Saturday, February 23, 2013

Prepositional confusion

A student asked me about prepositions, those seemingly simple yet slippery little words:

Correct: Albert found himself very angry at Joanna.   

Correct: Albert was very mad at Joanna.

Incorrect: Albert was mad with Joanna./ Albert found himself angry with Joanna. 

That's a great example of how prepositions aren't always perfectly obvious and precise!
The example is complicated in the second instance (mad) because that word has two meanings: Angry and crazy.

Anyway, "angry at" is going to be very clear-- it means that Albert is angry/mad and that anger is aimed AT   Joanna. 

"Angry with" isn't so clear. (I grew up in the south, and I recognize that formation. Then again, we used to "brag on" our accomplishments, so "non-standard" was the common mode with prepositions.)

What will "angry with" mean to most people? "With" isn't aimed AT something. But it's about one noun "accompanying" another. "I am going to the store WITH John." So Albert being angry WITH Joanna could mean that they're both angry together (at someone else).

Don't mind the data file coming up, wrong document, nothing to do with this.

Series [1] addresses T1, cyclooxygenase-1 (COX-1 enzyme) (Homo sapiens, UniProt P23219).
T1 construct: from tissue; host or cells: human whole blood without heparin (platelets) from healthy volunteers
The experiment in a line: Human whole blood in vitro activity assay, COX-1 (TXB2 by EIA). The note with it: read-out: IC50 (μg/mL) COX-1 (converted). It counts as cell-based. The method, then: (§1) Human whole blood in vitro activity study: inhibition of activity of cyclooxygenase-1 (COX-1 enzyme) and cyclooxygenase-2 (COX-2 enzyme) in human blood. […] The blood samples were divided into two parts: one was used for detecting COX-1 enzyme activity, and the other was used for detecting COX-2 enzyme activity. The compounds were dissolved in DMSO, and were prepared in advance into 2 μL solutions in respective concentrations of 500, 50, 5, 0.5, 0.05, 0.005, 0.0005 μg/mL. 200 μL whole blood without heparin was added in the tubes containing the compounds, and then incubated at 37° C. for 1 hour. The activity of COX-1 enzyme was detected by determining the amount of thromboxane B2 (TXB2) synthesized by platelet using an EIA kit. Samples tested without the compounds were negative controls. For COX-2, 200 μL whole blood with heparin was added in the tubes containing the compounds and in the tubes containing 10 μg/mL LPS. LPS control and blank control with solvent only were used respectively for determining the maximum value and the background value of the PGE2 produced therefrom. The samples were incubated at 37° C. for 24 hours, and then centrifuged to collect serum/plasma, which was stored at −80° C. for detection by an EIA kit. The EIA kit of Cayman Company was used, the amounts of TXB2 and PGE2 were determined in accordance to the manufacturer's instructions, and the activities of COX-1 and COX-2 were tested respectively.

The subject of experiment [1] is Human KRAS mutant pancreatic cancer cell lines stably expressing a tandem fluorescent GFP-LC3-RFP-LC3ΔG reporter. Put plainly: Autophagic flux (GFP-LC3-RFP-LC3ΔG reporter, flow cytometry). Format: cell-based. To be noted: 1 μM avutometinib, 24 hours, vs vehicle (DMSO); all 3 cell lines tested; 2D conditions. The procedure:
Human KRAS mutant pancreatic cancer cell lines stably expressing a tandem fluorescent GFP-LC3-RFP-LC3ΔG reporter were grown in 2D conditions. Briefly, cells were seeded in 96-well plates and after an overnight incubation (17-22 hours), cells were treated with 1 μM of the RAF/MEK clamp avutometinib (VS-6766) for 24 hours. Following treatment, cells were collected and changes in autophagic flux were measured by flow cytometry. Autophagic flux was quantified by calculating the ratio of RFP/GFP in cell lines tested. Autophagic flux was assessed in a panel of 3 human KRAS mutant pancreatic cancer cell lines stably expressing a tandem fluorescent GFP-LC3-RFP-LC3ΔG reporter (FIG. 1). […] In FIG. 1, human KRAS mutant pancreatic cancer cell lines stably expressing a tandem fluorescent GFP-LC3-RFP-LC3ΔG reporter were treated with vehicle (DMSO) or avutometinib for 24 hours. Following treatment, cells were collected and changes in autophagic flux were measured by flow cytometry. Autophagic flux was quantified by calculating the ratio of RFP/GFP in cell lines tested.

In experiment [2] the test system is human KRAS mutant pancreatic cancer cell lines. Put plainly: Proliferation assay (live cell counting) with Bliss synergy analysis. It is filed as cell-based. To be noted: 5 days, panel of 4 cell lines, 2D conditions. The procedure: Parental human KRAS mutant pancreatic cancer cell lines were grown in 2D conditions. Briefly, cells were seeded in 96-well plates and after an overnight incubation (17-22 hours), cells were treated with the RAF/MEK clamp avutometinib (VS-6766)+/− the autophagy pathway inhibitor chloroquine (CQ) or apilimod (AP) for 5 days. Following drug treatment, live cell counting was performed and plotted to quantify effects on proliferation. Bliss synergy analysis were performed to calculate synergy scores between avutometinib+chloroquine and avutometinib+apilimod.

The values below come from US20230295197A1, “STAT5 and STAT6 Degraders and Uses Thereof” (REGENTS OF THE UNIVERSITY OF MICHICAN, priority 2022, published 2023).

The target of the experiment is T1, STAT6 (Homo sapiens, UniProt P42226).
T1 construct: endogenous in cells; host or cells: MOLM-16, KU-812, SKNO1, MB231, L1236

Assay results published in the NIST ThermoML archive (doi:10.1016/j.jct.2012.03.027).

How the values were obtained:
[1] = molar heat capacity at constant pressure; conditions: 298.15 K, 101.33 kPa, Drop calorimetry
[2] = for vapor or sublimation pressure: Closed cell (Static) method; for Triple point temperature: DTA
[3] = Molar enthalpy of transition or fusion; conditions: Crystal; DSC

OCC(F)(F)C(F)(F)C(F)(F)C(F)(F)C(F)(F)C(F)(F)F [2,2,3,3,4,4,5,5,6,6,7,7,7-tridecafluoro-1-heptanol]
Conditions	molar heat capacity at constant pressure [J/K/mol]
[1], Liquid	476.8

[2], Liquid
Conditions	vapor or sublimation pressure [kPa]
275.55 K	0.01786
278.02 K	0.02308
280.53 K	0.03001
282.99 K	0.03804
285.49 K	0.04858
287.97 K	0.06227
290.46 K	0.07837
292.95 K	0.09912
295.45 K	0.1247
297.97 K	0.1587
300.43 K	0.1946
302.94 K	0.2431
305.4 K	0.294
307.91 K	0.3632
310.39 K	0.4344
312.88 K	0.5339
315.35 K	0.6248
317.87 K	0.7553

And "mad with" to me could mean "crazy about" (that is, in love with), so I'd probably avoid that altogether!

I figure it's usually best to go with the uncontestable option, the one no one will misinterpret. 

What do you think? I'm looking for other examples of preposition situations where it just isn't incontrovertible which prep to use-- any examples?



Kim Trotter said...

Prepositions can cause a lot of confusion. It can make sense to the person who wrote it, but not to everyone else.

J. L. Bell said...

Being mad about Harry's dog could mean being very excited about the animal or very angry about it.